Most of us touch our faces way too much. Studies have shown that people touch their faces 23 times an hour — and that's a big problem amid the COVID-19 pandemic.
The eyes, nose and mouth are essentially portals for infectious diseases to enter. COVID-19 is believed to spread through respiratory droplets from someone coughing or sneezing. But if you come into contact with COVID-19, then touch your unwashed hands to any of these areas on your face, you run the risk of infecting yourself.
So wash your hands of course, but staying healthy sounds like a great rationale to stop touching your face. Yet the messages from the Centers for Disease Control and other public health authorities to stop don't making quitting any easier.
"When people say don't touch your face, what happens? We touch our face," L. Kevin Chapman, clinical psychologist and founder and director of the Kentucky Center for Anxiety and Related Disorders, tells CNBC Make It.
So why is quitting so hard?
There are a number of reasons why we're so attached to this "uniquely human habit," Chapman says.
First, some face touching is almost automatic. For example, neuroscientifically, scratching an itch on your face (or anywhere else) is an automatic reflex, meaning you do it without thinking. When you have an itch, it registers as a complex pain-like sensation. Scratching or touching an itch feels good because it temporarily interrupts the discomfort. When we're in pain, our instinct is to withdraw, but when we itch, our reflex is to scratch, according to the American Academy of Asthma, Allergy and Immunology.
Touching your face can also be a habit.
Like with other ingrained habits, from biting your fingernails to cracking your knuckles, when you've repeated a behavior enough times, a part of the brain called the basal ganglia takes over. Once that happens, the behavior is almost instinctive and "the brain starts working less and less," Charles Duhigg, author of "The Power of Habit" told NPR.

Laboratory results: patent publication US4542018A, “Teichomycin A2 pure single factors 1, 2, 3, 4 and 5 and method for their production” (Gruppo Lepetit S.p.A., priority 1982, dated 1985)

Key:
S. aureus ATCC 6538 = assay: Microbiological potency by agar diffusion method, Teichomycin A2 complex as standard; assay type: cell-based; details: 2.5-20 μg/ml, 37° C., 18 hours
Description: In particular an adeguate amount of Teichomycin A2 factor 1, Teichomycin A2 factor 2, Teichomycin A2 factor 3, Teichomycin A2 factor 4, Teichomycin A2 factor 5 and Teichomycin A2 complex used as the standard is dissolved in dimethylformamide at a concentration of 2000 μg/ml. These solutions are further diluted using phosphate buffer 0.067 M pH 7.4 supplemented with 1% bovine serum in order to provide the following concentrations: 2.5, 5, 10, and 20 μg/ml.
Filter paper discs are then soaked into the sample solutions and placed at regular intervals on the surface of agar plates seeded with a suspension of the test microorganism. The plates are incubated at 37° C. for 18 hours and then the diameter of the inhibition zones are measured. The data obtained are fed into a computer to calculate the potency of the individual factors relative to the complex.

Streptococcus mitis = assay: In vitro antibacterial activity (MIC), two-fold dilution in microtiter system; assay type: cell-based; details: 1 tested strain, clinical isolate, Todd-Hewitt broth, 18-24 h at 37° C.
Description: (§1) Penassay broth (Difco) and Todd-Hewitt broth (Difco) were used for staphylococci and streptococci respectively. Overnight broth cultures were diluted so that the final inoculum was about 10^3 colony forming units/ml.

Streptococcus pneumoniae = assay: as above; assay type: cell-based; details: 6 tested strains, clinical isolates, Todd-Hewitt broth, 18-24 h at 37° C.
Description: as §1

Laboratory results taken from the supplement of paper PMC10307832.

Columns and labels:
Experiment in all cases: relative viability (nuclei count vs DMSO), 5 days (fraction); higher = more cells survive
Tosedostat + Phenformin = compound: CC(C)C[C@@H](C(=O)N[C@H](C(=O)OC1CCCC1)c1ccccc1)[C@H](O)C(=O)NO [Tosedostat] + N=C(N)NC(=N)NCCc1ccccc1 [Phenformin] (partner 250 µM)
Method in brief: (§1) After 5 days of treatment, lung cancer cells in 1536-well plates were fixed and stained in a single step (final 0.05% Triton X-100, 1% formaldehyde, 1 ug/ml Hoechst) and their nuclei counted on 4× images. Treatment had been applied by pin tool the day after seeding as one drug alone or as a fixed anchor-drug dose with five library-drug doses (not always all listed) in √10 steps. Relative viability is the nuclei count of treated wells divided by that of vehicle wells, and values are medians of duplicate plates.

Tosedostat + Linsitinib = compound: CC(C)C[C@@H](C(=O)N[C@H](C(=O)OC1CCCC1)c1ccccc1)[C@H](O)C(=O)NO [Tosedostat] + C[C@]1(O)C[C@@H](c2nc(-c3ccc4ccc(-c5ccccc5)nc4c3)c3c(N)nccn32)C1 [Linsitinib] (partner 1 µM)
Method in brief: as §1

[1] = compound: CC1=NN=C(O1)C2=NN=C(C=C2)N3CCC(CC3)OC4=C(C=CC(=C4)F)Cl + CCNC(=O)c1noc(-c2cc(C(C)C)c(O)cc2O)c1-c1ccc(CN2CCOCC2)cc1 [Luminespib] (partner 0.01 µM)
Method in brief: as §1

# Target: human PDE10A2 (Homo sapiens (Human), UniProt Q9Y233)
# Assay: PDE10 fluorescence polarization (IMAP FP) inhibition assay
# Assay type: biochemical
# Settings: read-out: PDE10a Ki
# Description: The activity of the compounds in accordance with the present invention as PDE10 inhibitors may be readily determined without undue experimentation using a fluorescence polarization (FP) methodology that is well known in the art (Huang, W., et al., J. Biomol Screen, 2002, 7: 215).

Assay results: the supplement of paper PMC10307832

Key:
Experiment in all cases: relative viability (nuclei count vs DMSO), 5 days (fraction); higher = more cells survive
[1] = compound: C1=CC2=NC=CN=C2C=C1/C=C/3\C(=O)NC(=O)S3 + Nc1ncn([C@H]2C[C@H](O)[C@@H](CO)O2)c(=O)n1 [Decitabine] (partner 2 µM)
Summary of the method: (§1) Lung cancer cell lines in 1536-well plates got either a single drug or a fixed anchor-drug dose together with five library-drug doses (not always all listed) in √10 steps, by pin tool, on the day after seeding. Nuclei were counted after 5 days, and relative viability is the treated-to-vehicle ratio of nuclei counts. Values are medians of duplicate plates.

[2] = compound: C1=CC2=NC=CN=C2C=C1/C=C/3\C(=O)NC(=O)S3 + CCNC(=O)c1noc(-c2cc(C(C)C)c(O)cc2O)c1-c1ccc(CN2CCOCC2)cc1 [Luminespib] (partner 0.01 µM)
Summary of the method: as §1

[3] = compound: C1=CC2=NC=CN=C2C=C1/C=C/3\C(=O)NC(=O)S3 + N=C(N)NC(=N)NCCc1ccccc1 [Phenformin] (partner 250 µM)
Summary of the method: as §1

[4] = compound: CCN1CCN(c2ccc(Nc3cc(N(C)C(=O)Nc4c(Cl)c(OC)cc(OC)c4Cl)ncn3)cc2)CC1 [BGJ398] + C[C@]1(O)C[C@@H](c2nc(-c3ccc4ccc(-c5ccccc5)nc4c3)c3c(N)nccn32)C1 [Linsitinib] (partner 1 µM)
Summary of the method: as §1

Interestingly, there are also psychological reasons you touch your face. Besides typical itching and grooming habits, studies suggest that touching your face is a self-soothing tactic.
"In some sense, it's a way to regulate emotions, and it's a way to kind of tap into how we're feeling at any given moment," Chapman says.
We also do it to "convey certain facets of our identity to people," he says.
Touching your face can be a nonverbal way to communicate your feelings or emotions. For example, you might touch your face when you feel awkward or uncomfortable, or when you're trying to flirt with someone, he says.
"Ultimately, it's a habit-forming behavior because it represents so many different things for us," Chapman says.
Tips that can really help you stop
Here are some strategies that may help keep your hands off your face, according to Chapman.
1. Shift your thinking
You're more likely to change your habits when you allow your thoughts to be flexible rather than punitive, Chapman says.
So, instead of thinking, "don't touch your face," you should tell yourself, "I'm going to be more aware of touching my face today." You can even set reminders with that message on your phone to go off every few hours.
"If you do that consistently, you're programming your brain to make that thought salient, and therefore you're more conscientious of not doing it," he says.
When you slip up, use it as a reason to wash your hands and start fresh.
2. Distract yourself
The most obvious way to curb your face-touching would be what Chapman calls "distraction techniques," such as holding onto a trinket when you get the urge to touch your face. For example, you might want to keep a "fidget spinner," small toy or stress ball by your desk to play with when you're stressed or just need something to do with your hands.
Other studies on "body-focused" repetitive behaviors (such as hair pulling disorder and skin-picking) suggest that simply clenching your fists or sitting on your hands for a minute can help you resist the urge.
3. Use accessories strategically
Some people who have long hair might feel extra tempted to touch their face to move stray hairs. Chapman suggests securing your hair in a bun to prevent yourself from playing with it.
It also might be useful to wear your glasses to dissuade yourself from touching your eyes.
Similarly, wearing any kind of gloves can keep you from touching your face, he says. But they don't absolve you from having to wash your hands for COVID-19 prevention.
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